Let he who is without sin cast the first stone…

It’s been a while since I last had a good rant but the sanctimonious pontificating of bishops on wealth has set me off, that and the wine!

The Archbishop of Canterbury was going on about it earlier in the week, and today the Archbishop of York says that we should see the very wealthy in the same terms as we seen racists and misogynists. He doesn’t think the very wealthy should receive honours from the Queen. He is, of course, an unelected member of the House of Lords something which is a very high honour which is utterly unearnt on his part. He writes:

Over the last few decades racism has lost its respectability and is seen as unacceptable.  The same applies to homophobia (the irrational fear of homosexuals) and discrimination against women. 

Hold on! the Anglican Church only appointed it’s first female bishop in 2009, the Catholics still don’t allow it, and the Anglican Church will only allow a homosexual to be a bishop if they are celibate.

Apparently the Vatican has had a go too, at this point my irony meter explodes. Leaving aside their rather generous treatment of those clergy that sexually abuse children, there’s also the question of their absolute refusal to countenance contraception even to combat disease.

I’m not theologically trained but I believe there is something in the bible along these lines:

And why behold you the mote that is in your brother’s eye, but consider not the beam that is in your own eye?

Of course one could argue that the Anglican Church’s attitude to woman and homosexuals and the Vatican’s casual approach to child sex abuse by it’s clergy are not relevant to their opinions on financial matters. However these are both very wealthy organisations, they became wealthy because for a very long time they have collected tithes from their flock. They are also treated favourably in tax terms, perhaps we could ask the Archbishop of Canterbury what fraction of their income goes on charitable work.

This follows the Anglican Church’s deep confusion as it failed to realise that it’s view of St Paul’s Cathedral (entrance £14.50) as a major tourist attraction and revenue stream was a little incompatible with it’s vague support of the equally vague OccupyLSX movement.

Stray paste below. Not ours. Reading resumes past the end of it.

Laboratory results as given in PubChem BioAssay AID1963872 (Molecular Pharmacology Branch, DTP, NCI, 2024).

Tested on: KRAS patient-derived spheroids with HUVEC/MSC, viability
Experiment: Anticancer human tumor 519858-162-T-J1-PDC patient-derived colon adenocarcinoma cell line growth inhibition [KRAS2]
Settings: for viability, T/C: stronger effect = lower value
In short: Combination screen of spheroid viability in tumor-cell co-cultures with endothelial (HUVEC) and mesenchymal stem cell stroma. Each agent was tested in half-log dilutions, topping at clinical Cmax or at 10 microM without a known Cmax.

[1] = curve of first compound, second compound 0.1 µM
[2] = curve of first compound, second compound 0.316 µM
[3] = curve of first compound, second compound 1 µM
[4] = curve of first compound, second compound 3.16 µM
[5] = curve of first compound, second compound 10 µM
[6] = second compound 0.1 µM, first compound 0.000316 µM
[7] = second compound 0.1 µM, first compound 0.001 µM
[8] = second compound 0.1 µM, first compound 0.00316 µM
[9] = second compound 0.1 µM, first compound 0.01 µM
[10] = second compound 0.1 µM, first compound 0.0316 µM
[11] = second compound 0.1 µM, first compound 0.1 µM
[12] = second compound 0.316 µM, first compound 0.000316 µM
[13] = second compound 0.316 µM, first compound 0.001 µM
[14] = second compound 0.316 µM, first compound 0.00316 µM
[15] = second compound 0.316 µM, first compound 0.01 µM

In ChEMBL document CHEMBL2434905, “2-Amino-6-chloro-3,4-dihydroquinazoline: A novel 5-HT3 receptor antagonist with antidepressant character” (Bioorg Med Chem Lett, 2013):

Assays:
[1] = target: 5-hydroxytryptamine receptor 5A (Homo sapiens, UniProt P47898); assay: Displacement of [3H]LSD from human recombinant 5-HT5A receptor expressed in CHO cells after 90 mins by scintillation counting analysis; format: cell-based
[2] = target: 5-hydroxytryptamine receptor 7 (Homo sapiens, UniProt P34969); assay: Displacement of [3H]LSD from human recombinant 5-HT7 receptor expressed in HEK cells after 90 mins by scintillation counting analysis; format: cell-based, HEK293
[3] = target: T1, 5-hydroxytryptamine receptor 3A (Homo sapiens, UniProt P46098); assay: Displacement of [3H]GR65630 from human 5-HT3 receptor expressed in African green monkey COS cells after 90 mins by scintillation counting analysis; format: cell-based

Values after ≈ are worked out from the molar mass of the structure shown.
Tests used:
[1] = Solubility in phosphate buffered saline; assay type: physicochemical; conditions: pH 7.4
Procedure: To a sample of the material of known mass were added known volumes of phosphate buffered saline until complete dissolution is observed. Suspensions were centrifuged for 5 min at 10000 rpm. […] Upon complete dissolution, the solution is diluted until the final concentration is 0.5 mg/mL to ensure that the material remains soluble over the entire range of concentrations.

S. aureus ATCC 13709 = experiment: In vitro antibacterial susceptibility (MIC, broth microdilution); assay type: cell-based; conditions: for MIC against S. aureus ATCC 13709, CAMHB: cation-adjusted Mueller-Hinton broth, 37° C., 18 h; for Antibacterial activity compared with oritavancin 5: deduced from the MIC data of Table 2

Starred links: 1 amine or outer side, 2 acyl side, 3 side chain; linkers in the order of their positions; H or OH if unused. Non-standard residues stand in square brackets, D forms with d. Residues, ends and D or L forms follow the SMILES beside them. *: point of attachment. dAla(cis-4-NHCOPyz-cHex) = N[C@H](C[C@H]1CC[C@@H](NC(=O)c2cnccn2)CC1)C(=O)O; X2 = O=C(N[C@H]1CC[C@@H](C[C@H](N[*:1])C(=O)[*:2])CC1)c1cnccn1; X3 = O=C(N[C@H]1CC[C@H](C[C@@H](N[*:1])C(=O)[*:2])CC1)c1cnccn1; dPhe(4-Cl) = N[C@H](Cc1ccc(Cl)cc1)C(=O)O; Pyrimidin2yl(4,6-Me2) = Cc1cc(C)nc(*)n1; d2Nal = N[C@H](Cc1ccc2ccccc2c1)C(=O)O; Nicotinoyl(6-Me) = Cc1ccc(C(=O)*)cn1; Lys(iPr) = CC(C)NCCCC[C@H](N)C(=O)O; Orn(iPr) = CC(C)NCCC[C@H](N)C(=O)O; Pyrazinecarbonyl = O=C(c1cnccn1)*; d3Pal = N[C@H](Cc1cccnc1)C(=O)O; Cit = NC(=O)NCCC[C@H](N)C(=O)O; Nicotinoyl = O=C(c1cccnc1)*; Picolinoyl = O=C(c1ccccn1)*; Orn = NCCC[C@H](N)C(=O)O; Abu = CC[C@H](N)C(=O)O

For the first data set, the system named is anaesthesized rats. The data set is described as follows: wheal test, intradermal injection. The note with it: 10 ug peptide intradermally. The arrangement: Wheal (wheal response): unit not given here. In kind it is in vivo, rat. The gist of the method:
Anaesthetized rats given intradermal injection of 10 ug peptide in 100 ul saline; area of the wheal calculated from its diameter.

Thank you for hearing my rant.


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    • dave on November 6, 2011 at 12:51 am

    I note the Archbishop of York is careful to define homophobia as the irrational fear of homosexuals. I’m sure Melanie Phillips is happy with that definition.

    • on November 6, 2011 at 6:39 am

    Yes, I noticed that too. He also refused to sign the Cambridge Accord, in support of equal human rights for homosexual people, which was something most bishops managed.

    • koenfucius on November 6, 2011 at 10:35 am

    So His Grace seems to want to persecute people because they have too much money… In what way would this be different from persecuting people because they are too dark-skinned?

    • on November 7, 2011 at 8:56 am

    Yes, quite.

    Church published a report on the morality of city workers today. The author was on the radio this morning explaining how he had acted perfectly morally as a banker in the City for 30 years, it was just other people didn’t.

    I also note that they blame technology for increased immorality – slave trading, South Sea Bubble and Tulip mania all happened without the aid of modern technology.

      • koenfucius on November 7, 2011 at 9:21 am

      It really is profound intellectual laziness to blame technology for anything. Technology makes stuff easy – any stuff, good or bad.

      And what to make of things like

      The findings show that Ken Costa, the former chairman of Lazards International, appointed last week by the Rt Rev Richard Chartres, bishop of London, to lead a dialogue between the City and the Church of England on ethical capitalism, may have his work cut out as only a third of those questioned said they believed in God, about half the proportion in the country as a whole. In an article in the Sunday Telegraph, Costa, himself a practising Anglican, said maximising shareholder returns should no longer be the sole criterion for judging how companies are run.

      In what way does belief in God guarantee ethical behaviour?

      Who is doing the judging of how companies are run?

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